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An Ohio real estate investor has issued a dire warning to anyone trying to outperform the housing market right now

  • Austin Rutherford told his 700,000 followers that he was likely to take a loss on a recent flip in Ohio.
  • Fellow TikToker Jeremy Mathis says he’s factoring in price cuts of 10% on potential deals in Miami.
  • The market for flips has cooled off significantly due to lower buyer demand and rising mortgage rates.

Fins buck the music as the housing market shows signs of cooling.

Real estate investor Austin Rutherford, who has over 700,000 followers on TikTok, has spoken at length about the opportunities for wealth in real estate investing since the pandemic began. But in a recent video, he explains how his latest deal will likely result in a $30,000 loss.

“There’s a real downside to this deal,” he told Insider.

Rutherford bought the Hilliard, Ohio home last year for $248,000 and said he put in between $5,000 and $10,000 in work. Now he’s getting offers for as little as $260,000, which will likely put him in the red once costs and brokerage fees are closed.

Fins across the country — from small independent operators to large corporations — are facing tough market conditions as rising mortgage rates deter buyers. iBuyer firm OpenDoor has lost money on homes in pandemic real estate hotspots of Austin, Atlanta and Phoenix. More recently, competitor Redfin announced that it was exiting the pinball game and laying off its 13% of its workforce. And in other cases, some fins turn to well-funded investors to bail them out.

Flipping yields have also declined since last year. According to Attom Data Solutions, its typical return on investment was 29% in the second quarter, compared to 33% a year ago. Overall, the ROI for house flipping has fallen precipitously from a decade high of 53% in 2016.

In Rutherford’s original video, many of his followers encouraged him to keep the property as a rental, but he says it’s another lesson for a changing market.

“I’d rather take the loss and move on and find another deal and pay it back than try to make some money with a whole bunch of headaches,” he told Insider.

Pinball see house values ​​slide

Ohio house

A home in Pickerington, Ohio that Rutherford predicts will take a loss in this troubled market.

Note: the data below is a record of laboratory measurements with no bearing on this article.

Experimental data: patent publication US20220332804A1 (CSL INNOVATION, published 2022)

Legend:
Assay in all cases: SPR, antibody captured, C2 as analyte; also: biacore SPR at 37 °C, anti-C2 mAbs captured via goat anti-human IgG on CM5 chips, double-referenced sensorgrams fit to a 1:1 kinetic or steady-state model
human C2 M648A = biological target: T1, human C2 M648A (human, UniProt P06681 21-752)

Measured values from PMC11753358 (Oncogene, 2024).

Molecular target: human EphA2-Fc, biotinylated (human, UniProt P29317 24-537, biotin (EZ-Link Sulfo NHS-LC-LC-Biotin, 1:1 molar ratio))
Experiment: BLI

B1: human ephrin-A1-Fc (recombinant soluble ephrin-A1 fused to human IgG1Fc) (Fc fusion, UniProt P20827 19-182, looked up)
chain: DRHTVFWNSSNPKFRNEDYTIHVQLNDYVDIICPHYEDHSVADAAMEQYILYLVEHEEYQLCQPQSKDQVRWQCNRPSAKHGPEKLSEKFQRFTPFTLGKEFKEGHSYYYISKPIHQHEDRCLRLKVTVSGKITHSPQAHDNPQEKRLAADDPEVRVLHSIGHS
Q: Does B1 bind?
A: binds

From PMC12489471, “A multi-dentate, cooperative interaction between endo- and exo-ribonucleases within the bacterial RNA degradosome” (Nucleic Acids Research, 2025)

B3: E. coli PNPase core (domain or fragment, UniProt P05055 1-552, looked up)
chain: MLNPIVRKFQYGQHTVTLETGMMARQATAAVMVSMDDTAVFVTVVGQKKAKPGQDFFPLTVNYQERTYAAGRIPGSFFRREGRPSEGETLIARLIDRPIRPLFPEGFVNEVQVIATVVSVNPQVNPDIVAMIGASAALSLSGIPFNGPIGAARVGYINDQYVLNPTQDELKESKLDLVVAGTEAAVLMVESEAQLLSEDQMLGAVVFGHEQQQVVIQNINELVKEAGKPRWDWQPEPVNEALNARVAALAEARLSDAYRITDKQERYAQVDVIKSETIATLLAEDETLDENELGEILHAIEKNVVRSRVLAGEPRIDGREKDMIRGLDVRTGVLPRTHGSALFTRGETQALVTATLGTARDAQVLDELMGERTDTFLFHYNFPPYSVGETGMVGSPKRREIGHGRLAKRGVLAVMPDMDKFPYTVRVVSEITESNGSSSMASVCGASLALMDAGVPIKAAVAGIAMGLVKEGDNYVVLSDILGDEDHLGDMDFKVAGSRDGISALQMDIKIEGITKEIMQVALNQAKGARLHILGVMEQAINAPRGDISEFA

Courtesy of Austin Rutherford



Also to illustrate the rapidly changing dynamics of the real estate market, Rutherford pointed to another of his rehab projects — a four-bedroom home in Pickerington, Ohio, that has plummeted in value in the space of six months. In June, the home was appraised at $355,000 without Rutherford lifting a finger. According to public records verified by Insider, the home was acquired in a multi-property portfolio sale that closed for $1.9 million last December.

Rutherford said he was on the verge of accepting an offer for just $320,000 after completing over $20,000 worth of renovations, including brand new kitchen appliances.

Another TikTok investor personality, Jeremy Mathis, who invests with his twin brother, is seeing similar signs of a slowdown in demand for redeveloped properties.

Mathis of Florida bought a 3 bedroom, 3 bathroom mansion in Fort Worth, Texas in June for $340,000 and spent $45,000 on renovations including new floors and kitchen appliances.

Mathis and his brother were hoping to fetch $450,000 for the home based on June projections. Instead, they listed in October and have lowered the price about every 10 days thereafter, where they have now lowered the ask price to $399,000. At this point, Mathis says they just want to get rid of it.

It’s a much bleaker picture compared to last year, says Mathis, when “people went above the asking price when houses weren’t being repaired.”

“We’re not in that market anymore,” he told Insider.

Now, Mathis says he puts a 10% “buffer” on homes for potential deals and forecasts they will lose at least that much of their appraised value if the market continues to slide.

Rutherford remains bullish on real estate investing overall, saying hard times do indeed present opportunities for committed investors.

“You learn a lesson with every deal, I have a buddy who lost $100,000 on his first deal and now he’s a multi-millionaire,” he said.

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